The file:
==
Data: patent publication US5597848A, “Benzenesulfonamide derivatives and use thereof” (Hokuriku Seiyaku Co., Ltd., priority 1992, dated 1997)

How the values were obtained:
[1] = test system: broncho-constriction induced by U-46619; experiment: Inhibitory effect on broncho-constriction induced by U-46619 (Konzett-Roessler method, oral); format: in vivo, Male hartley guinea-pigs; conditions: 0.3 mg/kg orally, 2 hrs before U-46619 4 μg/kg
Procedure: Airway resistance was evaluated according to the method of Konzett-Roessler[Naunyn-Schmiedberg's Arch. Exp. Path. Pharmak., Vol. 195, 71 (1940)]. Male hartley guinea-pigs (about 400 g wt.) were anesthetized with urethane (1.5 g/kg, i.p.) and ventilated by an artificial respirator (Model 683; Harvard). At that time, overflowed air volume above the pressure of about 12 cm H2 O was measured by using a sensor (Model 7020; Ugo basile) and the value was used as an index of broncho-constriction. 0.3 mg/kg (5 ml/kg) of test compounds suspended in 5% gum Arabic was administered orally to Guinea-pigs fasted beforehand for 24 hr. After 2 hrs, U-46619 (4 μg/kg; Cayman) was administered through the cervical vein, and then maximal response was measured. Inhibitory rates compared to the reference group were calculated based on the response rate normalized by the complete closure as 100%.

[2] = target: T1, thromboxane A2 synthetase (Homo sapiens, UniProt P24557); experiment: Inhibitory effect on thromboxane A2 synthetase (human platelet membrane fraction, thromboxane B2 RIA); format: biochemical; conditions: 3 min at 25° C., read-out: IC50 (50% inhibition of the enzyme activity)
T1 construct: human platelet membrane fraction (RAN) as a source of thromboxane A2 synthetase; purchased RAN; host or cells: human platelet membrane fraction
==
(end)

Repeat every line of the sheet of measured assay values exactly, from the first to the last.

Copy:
Data: patent publication US5597848A, “Benzenesulfonamide derivatives and use thereof” (Hokuriku Seiyaku Co., Ltd., priority 1992, dated 1997)

How the values were obtained:
[1] = test system: broncho-constriction induced by U-46619; experiment: Inhibitory effect on broncho-constriction induced by U-46619 (Konzett-Roessler method, oral); format: in vivo, Male hartley guinea-pigs; conditions: 0.3 mg/kg orally, 2 hrs before U-46619 4 μg/kg
Procedure: Airway resistance was evaluated according to the method of Konzett-Roessler[Naunyn-Schmiedberg's Arch. Exp. Path. Pharmak., Vol. 195, 71 (1940)]. Male hartley guinea-pigs (about 400 g wt.) were anesthetized with urethane (1.5 g/kg, i.p.) and ventilated by an artificial respirator (Model 683; Harvard). At that time, overflowed air volume above the pressure of about 12 cm H2 O was measured by using a sensor (Model 7020; Ugo basile) and the value was used as an index of broncho-constriction. 0.3 mg/kg (5 ml/kg) of test compounds suspended in 5% gum Arabic was administered orally to Guinea-pigs fasted beforehand for 24 hr. After 2 hrs, U-46619 (4 μg/kg; Cayman) was administered through the cervical vein, and then maximal response was measured. Inhibitory rates compared to the reference group were calculated based on the response rate normalized by the complete closure as 100%.

[2] = target: T1, thromboxane A2 synthetase (Homo sapiens, UniProt P24557); experiment: Inhibitory effect on thromboxane A2 synthetase (human platelet membrane fraction, thromboxane B2 RIA); format: biochemical; conditions: 3 min at 25° C., read-out: IC50 (50% inhibition of the enzyme activity)
T1 construct: human platelet membrane fraction (RAN) as a source of thromboxane A2 synthetase; purchased RAN; host or cells: human platelet membrane fraction